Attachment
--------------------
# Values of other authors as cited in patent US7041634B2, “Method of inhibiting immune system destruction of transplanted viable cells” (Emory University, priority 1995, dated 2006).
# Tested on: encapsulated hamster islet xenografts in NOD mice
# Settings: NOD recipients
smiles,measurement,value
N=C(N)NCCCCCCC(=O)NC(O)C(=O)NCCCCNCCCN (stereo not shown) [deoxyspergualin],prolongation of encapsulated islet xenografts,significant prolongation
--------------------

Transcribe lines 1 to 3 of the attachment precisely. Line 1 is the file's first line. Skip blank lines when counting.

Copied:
# Values of other authors as cited in patent US7041634B2, “Method of inhibiting immune system destruction of transplanted viable cells” (Emory University, priority 1995, dated 2006).
# Tested on: encapsulated hamster islet xenografts in NOD mice
# Settings: NOD recipients